dSYM files containing the debug symbols can be found at bintray.
The current version of Vienna requires Xcode 10 and the macOS 10.14 SDK. Most of Vienna is made with Objective-C, but some newer code is being created in Swift 4. We welcome both Objective-C and Swift contributions.
You should have a basic knowledge of Git and read this suggested workflow.
As a starting point, search for any issues with the help-wanted label.
Please let us know what you are working on by posting an issue on Vienna’s github and assigning it to yourself.
Try to respect the code style of the code you modify.
For new Objective-C code or significant refactoring, it is advised to adopt the Spotify Objective-C Coding Style.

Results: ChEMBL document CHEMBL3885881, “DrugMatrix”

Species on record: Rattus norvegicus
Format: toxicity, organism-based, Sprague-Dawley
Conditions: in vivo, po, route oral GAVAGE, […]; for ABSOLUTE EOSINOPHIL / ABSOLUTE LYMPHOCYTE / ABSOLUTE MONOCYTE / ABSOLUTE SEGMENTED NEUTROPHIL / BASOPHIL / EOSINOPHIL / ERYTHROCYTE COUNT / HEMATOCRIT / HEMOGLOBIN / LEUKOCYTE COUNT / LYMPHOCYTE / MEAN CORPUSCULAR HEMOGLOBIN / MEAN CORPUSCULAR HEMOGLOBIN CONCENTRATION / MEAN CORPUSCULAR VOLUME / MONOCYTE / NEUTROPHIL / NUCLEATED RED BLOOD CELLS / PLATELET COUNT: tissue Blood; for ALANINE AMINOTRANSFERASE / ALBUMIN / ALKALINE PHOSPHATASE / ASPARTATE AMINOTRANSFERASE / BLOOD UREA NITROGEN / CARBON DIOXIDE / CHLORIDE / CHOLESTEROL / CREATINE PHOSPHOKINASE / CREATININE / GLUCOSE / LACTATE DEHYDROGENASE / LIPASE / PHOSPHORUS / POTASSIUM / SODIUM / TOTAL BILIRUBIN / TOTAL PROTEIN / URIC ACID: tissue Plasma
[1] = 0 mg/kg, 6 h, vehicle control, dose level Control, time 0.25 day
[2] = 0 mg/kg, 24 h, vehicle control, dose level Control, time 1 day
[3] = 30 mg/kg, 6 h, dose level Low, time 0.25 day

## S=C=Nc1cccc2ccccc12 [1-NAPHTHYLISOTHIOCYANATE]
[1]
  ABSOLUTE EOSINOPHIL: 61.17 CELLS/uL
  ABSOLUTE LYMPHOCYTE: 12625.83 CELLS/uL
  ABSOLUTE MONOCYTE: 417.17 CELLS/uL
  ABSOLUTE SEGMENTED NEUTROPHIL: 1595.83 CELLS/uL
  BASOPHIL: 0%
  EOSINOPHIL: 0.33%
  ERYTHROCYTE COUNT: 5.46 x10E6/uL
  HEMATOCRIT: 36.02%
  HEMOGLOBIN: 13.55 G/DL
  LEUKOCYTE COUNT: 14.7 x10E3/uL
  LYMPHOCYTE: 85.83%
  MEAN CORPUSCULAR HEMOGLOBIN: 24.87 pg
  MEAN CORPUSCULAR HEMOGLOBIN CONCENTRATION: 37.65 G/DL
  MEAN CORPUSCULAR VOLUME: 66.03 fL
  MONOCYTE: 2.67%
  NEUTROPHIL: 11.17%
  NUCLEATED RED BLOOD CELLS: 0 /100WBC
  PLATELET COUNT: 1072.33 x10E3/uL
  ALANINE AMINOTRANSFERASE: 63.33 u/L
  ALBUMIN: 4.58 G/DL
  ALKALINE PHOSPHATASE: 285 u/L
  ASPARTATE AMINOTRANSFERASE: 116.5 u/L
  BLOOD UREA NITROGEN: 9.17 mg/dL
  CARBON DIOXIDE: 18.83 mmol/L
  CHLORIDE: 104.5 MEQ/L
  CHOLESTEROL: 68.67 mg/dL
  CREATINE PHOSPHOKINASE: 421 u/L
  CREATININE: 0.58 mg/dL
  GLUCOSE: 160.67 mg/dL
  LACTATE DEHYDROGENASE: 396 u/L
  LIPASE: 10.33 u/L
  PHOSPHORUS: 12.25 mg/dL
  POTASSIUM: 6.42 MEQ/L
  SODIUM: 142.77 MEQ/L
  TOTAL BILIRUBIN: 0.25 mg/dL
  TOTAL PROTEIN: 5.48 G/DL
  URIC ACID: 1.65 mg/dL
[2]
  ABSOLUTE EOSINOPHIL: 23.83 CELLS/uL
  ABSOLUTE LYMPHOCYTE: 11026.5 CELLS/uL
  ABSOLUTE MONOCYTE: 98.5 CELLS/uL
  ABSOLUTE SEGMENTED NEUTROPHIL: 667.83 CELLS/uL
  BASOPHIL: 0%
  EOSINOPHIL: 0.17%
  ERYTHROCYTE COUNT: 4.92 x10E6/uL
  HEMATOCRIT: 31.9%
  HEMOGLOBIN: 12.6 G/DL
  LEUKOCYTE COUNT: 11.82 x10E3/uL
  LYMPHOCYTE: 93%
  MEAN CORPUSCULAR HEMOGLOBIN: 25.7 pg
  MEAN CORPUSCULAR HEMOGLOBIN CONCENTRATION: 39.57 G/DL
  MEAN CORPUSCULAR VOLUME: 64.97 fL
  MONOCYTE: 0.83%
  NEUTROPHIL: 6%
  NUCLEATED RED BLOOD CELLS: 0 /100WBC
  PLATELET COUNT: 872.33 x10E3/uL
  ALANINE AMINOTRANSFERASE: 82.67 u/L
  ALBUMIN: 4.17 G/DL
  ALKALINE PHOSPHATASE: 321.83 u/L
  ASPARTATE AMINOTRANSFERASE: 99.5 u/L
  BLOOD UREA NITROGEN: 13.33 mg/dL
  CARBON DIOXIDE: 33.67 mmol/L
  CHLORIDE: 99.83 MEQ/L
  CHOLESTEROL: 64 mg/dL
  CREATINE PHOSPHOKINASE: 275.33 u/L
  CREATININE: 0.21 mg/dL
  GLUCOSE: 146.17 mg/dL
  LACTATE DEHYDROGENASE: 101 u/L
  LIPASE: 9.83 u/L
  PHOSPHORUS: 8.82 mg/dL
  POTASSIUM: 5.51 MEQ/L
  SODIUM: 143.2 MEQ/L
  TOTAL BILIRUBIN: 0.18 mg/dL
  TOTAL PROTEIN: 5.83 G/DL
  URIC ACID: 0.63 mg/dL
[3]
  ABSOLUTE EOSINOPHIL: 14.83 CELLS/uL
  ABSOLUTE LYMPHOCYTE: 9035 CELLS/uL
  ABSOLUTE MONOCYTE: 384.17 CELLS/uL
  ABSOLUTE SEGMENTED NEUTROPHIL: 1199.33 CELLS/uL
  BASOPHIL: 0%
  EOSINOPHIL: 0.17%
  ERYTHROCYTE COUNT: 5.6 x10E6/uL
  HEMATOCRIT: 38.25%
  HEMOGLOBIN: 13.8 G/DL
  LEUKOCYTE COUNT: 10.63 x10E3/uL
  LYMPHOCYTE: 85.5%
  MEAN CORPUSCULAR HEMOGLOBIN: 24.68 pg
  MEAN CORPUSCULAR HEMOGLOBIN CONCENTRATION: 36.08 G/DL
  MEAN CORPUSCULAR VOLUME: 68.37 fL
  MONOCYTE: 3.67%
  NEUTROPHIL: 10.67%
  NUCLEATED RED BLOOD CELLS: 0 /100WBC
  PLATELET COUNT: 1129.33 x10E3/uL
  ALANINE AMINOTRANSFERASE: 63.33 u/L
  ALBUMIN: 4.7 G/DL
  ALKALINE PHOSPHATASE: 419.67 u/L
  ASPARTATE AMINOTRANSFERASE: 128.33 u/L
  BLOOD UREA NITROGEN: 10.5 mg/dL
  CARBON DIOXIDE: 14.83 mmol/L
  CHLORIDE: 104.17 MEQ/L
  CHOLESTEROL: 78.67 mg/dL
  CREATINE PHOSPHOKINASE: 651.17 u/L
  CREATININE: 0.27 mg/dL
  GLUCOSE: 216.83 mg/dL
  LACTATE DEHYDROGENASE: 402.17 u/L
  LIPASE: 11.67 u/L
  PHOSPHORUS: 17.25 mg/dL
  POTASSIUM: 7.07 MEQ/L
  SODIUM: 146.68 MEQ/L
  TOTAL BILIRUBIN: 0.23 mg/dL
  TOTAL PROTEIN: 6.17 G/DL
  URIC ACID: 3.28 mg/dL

For Swift code, please try to follow the GitHub Swift Style Guide.
Separate subject line from body with a blank line.
Use present-tense, imperative-style for the subject line (as if you are giving orders to the codebase to change its behavior). This is shorter and consistent with commit texts automatically generated by Git.
Try to limit the subject line to 50 characters : consistent commit histories are easier to read. Avoid at all costs subject lines with more than 72 characters : Github will truncate them with an ellipsis.
Capitalize the subject line.
Do not end the subject line with a period.
Use the body to explain what and why (and not on the how). Focus on the reasons which required the change - the way things worked before the change (and what was wrong with that), the way they work now, and why you decided to solve it the way you did.
You may reference issues/discussions raised at Github or Cocoaforge, but avoid relying heavily on them: a reviewer should be able to make an analysis based solely on code and commit messages.
It is recommended to hard wrap the body text at 72 characters (except for quoted material that is non-prose, like compiler error messages).